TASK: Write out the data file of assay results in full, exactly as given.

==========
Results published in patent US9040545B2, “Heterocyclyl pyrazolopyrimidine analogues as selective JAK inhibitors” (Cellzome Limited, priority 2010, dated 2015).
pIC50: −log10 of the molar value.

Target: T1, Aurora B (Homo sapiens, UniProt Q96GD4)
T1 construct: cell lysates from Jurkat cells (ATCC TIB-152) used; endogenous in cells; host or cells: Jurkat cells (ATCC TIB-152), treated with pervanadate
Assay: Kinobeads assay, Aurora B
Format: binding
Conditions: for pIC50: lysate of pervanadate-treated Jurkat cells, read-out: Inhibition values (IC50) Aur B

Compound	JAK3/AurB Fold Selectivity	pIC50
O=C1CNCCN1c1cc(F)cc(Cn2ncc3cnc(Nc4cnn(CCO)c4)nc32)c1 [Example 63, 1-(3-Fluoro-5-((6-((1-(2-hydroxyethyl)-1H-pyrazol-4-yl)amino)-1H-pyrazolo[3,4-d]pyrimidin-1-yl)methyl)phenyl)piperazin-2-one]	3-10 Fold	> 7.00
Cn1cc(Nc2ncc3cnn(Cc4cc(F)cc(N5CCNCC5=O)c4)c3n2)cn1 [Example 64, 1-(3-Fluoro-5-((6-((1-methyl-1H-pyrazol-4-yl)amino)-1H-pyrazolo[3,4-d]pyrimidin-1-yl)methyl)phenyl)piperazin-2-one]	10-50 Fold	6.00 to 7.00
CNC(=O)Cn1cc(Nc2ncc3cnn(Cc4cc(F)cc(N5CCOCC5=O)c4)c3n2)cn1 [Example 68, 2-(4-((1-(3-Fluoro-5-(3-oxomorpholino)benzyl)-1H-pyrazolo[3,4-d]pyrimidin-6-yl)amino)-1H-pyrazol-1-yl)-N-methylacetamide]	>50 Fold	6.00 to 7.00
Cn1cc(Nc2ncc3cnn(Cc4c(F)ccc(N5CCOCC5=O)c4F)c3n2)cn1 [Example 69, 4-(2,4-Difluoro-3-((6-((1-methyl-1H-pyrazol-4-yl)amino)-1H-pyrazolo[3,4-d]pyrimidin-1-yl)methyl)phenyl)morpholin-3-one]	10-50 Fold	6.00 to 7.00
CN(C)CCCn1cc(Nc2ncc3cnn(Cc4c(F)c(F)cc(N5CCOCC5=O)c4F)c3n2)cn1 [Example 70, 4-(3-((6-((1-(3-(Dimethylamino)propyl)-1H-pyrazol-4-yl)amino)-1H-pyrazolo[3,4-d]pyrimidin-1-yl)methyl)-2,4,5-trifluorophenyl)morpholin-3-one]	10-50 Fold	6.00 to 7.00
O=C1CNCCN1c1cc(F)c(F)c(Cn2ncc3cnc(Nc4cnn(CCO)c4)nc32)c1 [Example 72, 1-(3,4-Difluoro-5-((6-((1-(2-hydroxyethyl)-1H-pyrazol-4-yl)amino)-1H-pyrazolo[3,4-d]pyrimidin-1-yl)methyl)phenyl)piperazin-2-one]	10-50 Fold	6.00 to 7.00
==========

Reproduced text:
Results published in patent US9040545B2, “Heterocyclyl pyrazolopyrimidine analogues as selective JAK inhibitors” (Cellzome Limited, priority 2010, dated 2015).
pIC50: −log10 of the molar value.

Target: T1, Aurora B (Homo sapiens, UniProt Q96GD4)
T1 construct: cell lysates from Jurkat cells (ATCC TIB-152) used; endogenous in cells; host or cells: Jurkat cells (ATCC TIB-152), treated with pervanadate
Assay: Kinobeads assay, Aurora B
Format: binding
Conditions: for pIC50: lysate of pervanadate-treated Jurkat cells, read-out: Inhibition values (IC50) Aur B

Compound	JAK3/AurB Fold Selectivity	pIC50
O=C1CNCCN1c1cc(F)cc(Cn2ncc3cnc(Nc4cnn(CCO)c4)nc32)c1 [Example 63, 1-(3-Fluoro-5-((6-((1-(2-hydroxyethyl)-1H-pyrazol-4-yl)amino)-1H-pyrazolo[3,4-d]pyrimidin-1-yl)methyl)phenyl)piperazin-2-one]	3-10 Fold	> 7.00
Cn1cc(Nc2ncc3cnn(Cc4cc(F)cc(N5CCNCC5=O)c4)c3n2)cn1 [Example 64, 1-(3-Fluoro-5-((6-((1-methyl-1H-pyrazol-4-yl)amino)-1H-pyrazolo[3,4-d]pyrimidin-1-yl)methyl)phenyl)piperazin-2-one]	10-50 Fold	6.00 to 7.00
CNC(=O)Cn1cc(Nc2ncc3cnn(Cc4cc(F)cc(N5CCOCC5=O)c4)c3n2)cn1 [Example 68, 2-(4-((1-(3-Fluoro-5-(3-oxomorpholino)benzyl)-1H-pyrazolo[3,4-d]pyrimidin-6-yl)amino)-1H-pyrazol-1-yl)-N-methylacetamide]	>50 Fold	6.00 to 7.00
Cn1cc(Nc2ncc3cnn(Cc4c(F)ccc(N5CCOCC5=O)c4F)c3n2)cn1 [Example 69, 4-(2,4-Difluoro-3-((6-((1-methyl-1H-pyrazol-4-yl)amino)-1H-pyrazolo[3,4-d]pyrimidin-1-yl)methyl)phenyl)morpholin-3-one]	10-50 Fold	6.00 to 7.00
CN(C)CCCn1cc(Nc2ncc3cnn(Cc4c(F)c(F)cc(N5CCOCC5=O)c4F)c3n2)cn1 [Example 70, 4-(3-((6-((1-(3-(Dimethylamino)propyl)-1H-pyrazol-4-yl)amino)-1H-pyrazolo[3,4-d]pyrimidin-1-yl)methyl)-2,4,5-trifluorophenyl)morpholin-3-one]	10-50 Fold	6.00 to 7.00
O=C1CNCCN1c1cc(F)c(F)c(Cn2ncc3cnc(Nc4cnn(CCO)c4)nc32)c1 [Example 72, 1-(3,4-Difluoro-5-((6-((1-(2-hydroxyethyl)-1H-pyrazol-4-yl)amino)-1H-pyrazolo[3,4-d]pyrimidin-1-yl)methyl)phenyl)piperazin-2-one]	10-50 Fold	6.00 to 7.00